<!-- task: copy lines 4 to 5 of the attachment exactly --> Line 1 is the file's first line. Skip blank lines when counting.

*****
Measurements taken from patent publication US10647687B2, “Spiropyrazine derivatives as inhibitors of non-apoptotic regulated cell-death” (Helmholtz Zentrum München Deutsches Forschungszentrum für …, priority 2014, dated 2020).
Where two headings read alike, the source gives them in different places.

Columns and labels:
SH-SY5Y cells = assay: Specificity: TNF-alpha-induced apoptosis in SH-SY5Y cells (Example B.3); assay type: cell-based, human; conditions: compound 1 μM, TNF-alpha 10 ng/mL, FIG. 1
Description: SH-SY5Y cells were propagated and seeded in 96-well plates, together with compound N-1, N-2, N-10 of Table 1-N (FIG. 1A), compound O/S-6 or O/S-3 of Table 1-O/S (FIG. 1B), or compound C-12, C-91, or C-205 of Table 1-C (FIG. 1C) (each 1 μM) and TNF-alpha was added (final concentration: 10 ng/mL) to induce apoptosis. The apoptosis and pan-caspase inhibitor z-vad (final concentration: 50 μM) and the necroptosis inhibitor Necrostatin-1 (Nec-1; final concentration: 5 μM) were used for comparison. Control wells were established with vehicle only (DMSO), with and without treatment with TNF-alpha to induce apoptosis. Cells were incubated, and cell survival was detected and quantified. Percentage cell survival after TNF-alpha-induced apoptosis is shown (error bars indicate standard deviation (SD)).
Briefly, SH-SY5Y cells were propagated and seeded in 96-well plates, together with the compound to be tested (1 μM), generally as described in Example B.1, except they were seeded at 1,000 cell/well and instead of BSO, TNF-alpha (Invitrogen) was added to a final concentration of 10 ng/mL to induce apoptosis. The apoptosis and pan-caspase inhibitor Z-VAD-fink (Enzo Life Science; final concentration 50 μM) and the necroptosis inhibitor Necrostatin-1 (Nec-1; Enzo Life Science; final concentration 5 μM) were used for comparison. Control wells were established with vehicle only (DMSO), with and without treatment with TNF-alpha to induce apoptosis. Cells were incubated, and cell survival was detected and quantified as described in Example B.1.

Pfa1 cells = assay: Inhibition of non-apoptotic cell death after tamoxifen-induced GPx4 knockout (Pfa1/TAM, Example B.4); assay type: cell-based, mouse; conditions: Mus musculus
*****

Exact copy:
SH-SY5Y cells = assay: Specificity: TNF-alpha-induced apoptosis in SH-SY5Y cells (Example B.3); assay type: cell-based, human; conditions: compound 1 μM, TNF-alpha 10 ng/mL, FIG. 1
Description: SH-SY5Y cells were propagated and seeded in 96-well plates, together with compound N-1, N-2, N-10 of Table 1-N (FIG. 1A), compound O/S-6 or O/S-3 of Table 1-O/S (FIG. 1B), or compound C-12, C-91, or C-205 of Table 1-C (FIG. 1C) (each 1 μM) and TNF-alpha was added (final concentration: 10 ng/mL) to induce apoptosis. The apoptosis and pan-caspase inhibitor z-vad (final concentration: 50 μM) and the necroptosis inhibitor Necrostatin-1 (Nec-1; final concentration: 5 μM) were used for comparison. Control wells were established with vehicle only (DMSO), with and without treatment with TNF-alpha to induce apoptosis. Cells were incubated, and cell survival was detected and quantified. Percentage cell survival after TNF-alpha-induced apoptosis is shown (error bars indicate standard deviation (SD)).